Edmund Zagorski was executed by electric chair Thursday in a Nashville, Tenn., prison after challenging the constitutionality of lethal injection drugs and then choosing instead to die by electrocution.
When asked whether he had any last words, Zagorski, 63, simply replied, "Let's rock."
Zagorksi was the first man executed in the electric chair in Tennessee since 2007. He had been convicted in April 1983 of murdering two men — robbing them and slitting their throats during a drug deal.
His execution came after a flurry of legal maneuvering in recent weeks to delay the action. The U.S. Supreme Court Thursday night rejected an appeal to halt the execution. Zagorski had asked the high court to consider whether it was unconstitutional to force him to choose between lethal injection and electrocution.
He had requested the electric chair in early October after the Tennessee Supreme Court ruled that the use of lethal injection drugs was permissible. His federal public defender, Kelley Henry, said that Zagorski chose the electric chair because Tennessee's three-drug lethal injection protocol "is certain torture" and death by electrocution would be quicker and less painful.
In a dissent, U.S. Supreme Court Justice Sonia Sotomayor commented on Zagorski's decision to request the electric chair.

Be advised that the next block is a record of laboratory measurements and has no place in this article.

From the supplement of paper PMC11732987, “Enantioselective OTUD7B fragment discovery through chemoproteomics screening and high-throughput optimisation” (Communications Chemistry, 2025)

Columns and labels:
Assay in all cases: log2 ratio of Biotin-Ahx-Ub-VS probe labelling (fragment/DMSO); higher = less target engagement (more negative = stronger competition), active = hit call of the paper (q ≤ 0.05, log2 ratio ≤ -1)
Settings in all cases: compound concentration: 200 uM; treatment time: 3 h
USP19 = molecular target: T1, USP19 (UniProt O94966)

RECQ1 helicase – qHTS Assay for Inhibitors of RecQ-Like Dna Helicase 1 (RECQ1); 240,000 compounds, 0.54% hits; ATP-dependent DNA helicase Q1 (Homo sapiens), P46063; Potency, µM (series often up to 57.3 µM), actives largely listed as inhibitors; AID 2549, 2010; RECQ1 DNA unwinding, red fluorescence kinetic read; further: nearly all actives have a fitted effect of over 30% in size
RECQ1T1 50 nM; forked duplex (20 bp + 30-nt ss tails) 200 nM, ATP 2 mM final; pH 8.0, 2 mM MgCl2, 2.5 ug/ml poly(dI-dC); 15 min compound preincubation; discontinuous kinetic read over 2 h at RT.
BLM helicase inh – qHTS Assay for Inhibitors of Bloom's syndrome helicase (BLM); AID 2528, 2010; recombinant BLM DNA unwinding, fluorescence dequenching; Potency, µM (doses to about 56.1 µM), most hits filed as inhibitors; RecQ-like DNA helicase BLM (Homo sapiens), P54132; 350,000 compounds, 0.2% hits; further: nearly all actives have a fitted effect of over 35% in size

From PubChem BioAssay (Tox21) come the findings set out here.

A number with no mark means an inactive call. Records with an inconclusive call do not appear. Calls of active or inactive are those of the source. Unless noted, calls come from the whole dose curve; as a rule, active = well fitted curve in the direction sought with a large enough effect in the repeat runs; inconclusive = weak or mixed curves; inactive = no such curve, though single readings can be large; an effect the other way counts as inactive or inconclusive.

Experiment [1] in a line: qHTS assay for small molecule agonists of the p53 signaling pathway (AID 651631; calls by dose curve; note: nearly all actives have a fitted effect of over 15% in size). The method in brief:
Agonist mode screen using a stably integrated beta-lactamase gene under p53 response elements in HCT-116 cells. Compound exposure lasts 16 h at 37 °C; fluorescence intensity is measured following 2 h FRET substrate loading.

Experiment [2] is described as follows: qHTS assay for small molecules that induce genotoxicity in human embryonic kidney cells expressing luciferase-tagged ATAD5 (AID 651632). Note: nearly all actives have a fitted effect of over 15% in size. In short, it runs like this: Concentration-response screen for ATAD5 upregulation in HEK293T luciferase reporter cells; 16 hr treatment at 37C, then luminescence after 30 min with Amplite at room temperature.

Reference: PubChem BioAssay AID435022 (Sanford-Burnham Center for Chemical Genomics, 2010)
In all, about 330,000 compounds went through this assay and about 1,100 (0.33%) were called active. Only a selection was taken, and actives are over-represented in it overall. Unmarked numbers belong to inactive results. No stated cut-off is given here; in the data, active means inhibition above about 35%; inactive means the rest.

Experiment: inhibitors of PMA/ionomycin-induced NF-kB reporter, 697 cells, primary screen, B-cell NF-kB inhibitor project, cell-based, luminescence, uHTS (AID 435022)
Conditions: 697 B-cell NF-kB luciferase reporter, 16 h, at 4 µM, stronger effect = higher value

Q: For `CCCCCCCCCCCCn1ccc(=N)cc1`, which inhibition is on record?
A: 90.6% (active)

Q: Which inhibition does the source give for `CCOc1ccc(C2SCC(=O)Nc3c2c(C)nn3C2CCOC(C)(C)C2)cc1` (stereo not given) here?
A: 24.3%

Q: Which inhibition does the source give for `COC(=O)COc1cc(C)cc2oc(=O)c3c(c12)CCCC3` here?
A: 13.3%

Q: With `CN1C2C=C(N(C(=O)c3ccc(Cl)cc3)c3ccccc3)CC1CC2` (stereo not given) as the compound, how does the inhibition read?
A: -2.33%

"He did so not because he thought that it was a humane way to die, but because he thought that the three-drug cocktail that Tennessee had planned to use was even worse," Sotomayor said in the statement quoted by the Associated Press. "Given what most people think of the electric chair, it's hard to imagine a more striking testament — from a person with more at stake — to the legitimate fears raised by the lethal-injection drugs that Tennessee uses."
The AP also reported that witnesses said, during the execution, "the inmate's fists ... clenched when the electricity was applied and his body appeared to rise. He did not move once the procedure was over."
Zagorski was the second inmate executed in the electric chair in Tennessee since 1960. He had been on death row for 34 years, the second-longest in the state.
The execution renews the debate in that state over capital punishment, as some experts say that more condemned inmates could also request the electric chair.
The longest current member of Tennessee's death row, 61-year-old David Earl Miller, is scheduled to be executed in December.